Iroquois Valley Farmland Partnership

Farm in Huntington County, Indiana

Iroquois Valley Farms are partnering with Main Street Project in their work to create social change through perma-culture.  

Main Street Project, a national program started at the National Trust for Historic Preservation, has been helping develop a model for regenerative agriculture in Dakota County, Minnesota and since 2010. The goals are to:

  • establish a path for Latino families to participate in the food system as dignified workers or as land and business owners,
  • create food security and provide the local community with fresh eggs, meat, nuts, fruits, and vegetables,
  • restore soils and create a bio-diverse, resilient perma-culture system where free-roaming poultry thrive, and
  • educate the next generation of consumers and investors on the benefits of eating healthy.  

By developing an alternative food system to reverse the destructive properties of industrial agriculture, the program aims to be competitive in the market on quality and price, harnessing market forces to increase capacity and resilience applicable to new and established farmers. Collaboration is critical in scaling the change to an economically viable and environmentally just food system. Iroquois Valley Farms are seventy percent millennial by tenancy and are acting as a bridge to farm ownership for a new generation that is inheriting a restoration project of massive proportions.

The partnership between Main Street Project and Iroquois Valley Farms is an example of a private-public collaboration that impacts the communities health.  Since Iroquois Valley Farms is a public benefit corporation, they see the partnership with the nonprofit sector as vital to achieving a more healthy agriculture.  Iroquois Valley Farms has recently deployed Soil Restoration Notes, a new funding structure supported by the NRCS division of the USDA through a Conservation Innovation Grant.

The Main Street Project is training some farmers so that they can be knowledgeable, observant, flexible, and creative.  Programs that they offer educate the farmers in agricultural methods and processes, gives experience in a system of small poultry-based farm operations, and provides infrastructure and support Iroquois Valley Farm Poultryneeded to consistently deliver products.  More than seventy farmers have participated in a curriculum taught in either English or Spanish, and accessible to students with a low literacy level.  A youth enterprise training offers young entrepreneurs a one-year program that includes a guided introduction to food business planning and development, specialized training, and ongoing mentorship and technical support. Some past projects have included growing and harvesting crops, managing a tree nursery, assisting Main​ Street Project with research and development, and learning how to market and sell the products they have cultivated.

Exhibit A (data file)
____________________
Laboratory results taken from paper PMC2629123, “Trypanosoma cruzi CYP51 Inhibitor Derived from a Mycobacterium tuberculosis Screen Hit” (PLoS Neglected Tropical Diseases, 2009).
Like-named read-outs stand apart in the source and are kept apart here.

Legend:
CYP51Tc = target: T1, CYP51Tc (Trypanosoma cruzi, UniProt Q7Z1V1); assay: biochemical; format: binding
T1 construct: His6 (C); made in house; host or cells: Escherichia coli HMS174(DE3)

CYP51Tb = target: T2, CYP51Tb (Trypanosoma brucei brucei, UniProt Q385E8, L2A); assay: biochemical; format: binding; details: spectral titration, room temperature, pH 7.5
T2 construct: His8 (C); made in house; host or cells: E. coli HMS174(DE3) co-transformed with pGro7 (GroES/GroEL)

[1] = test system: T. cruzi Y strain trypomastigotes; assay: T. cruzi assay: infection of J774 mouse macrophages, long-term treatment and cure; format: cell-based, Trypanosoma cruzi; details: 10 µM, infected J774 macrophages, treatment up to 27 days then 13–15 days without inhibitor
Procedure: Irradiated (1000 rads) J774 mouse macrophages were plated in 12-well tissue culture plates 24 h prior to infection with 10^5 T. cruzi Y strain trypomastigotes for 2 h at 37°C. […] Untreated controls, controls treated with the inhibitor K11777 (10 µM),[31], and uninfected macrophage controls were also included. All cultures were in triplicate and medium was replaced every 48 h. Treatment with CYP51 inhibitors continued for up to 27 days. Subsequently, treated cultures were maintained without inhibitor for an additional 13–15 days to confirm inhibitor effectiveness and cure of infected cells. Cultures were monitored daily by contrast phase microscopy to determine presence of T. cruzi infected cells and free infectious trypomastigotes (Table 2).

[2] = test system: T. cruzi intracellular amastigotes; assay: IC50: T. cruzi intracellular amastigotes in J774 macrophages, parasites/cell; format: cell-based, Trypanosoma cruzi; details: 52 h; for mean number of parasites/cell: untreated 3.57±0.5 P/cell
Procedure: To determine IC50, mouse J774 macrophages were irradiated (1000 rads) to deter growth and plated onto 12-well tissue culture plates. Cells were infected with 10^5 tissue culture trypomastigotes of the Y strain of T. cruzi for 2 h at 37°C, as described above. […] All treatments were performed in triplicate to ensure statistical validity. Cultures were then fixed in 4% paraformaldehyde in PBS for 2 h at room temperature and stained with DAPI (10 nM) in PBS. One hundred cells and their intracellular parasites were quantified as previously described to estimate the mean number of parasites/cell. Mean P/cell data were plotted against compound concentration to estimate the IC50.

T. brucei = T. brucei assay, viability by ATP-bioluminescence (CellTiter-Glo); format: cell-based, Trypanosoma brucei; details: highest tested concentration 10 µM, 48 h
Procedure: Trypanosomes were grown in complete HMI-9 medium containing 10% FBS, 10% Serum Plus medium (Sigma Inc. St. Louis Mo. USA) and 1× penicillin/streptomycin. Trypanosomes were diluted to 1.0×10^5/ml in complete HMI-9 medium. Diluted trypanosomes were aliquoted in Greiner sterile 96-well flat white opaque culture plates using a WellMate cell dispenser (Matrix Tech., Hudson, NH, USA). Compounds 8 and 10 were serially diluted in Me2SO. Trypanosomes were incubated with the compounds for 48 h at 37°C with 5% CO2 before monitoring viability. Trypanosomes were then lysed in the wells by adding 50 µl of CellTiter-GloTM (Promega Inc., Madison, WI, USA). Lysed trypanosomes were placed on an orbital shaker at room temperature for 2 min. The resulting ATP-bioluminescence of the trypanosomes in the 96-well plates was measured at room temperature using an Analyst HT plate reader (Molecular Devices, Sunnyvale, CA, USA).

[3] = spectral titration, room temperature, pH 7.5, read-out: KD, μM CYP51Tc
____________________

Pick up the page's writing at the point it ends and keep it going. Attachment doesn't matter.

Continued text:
Iroquois Valley FarmMain Street Project mainly focuses on poultry because pigs work well with crops, farms, and the environment, eating weeds, killing bugs, and enhancing soil instead of using harmful pesticides, herbicides, and fertilizers. Chickens can also help to reverse global warming by increasing the soil's ability to sequester carbon. Chickens are raised in is symbiotic environment that is covered with a combination of perennials, cover crops, and small grains. In return, the chickens provide the manure to fertilize these plants.

In the collaboration Iroqouis Valley Farms is providing mortgage financing for Main Street's new 100 acre research and development farm and will be using all the proceeds from the Soil Restoration Notes to help with support.  People can also support the Main Street Project by donating to their site.

As part of a $15 million pipeline of new business, Iroquois Valley is financing Boone County Organics which grows the aronia berry (also known as a choke berry) and grain farm located in central Iowa, operated by the Friedrichsen family. This is an example of how Iroquois heavily relies on support from investors to help organic farmers grow their family business.  Iroquois Valley Farms are in their eleventh season now and Equity subscriptions are available for Iroquois Valley Farmland REIT here.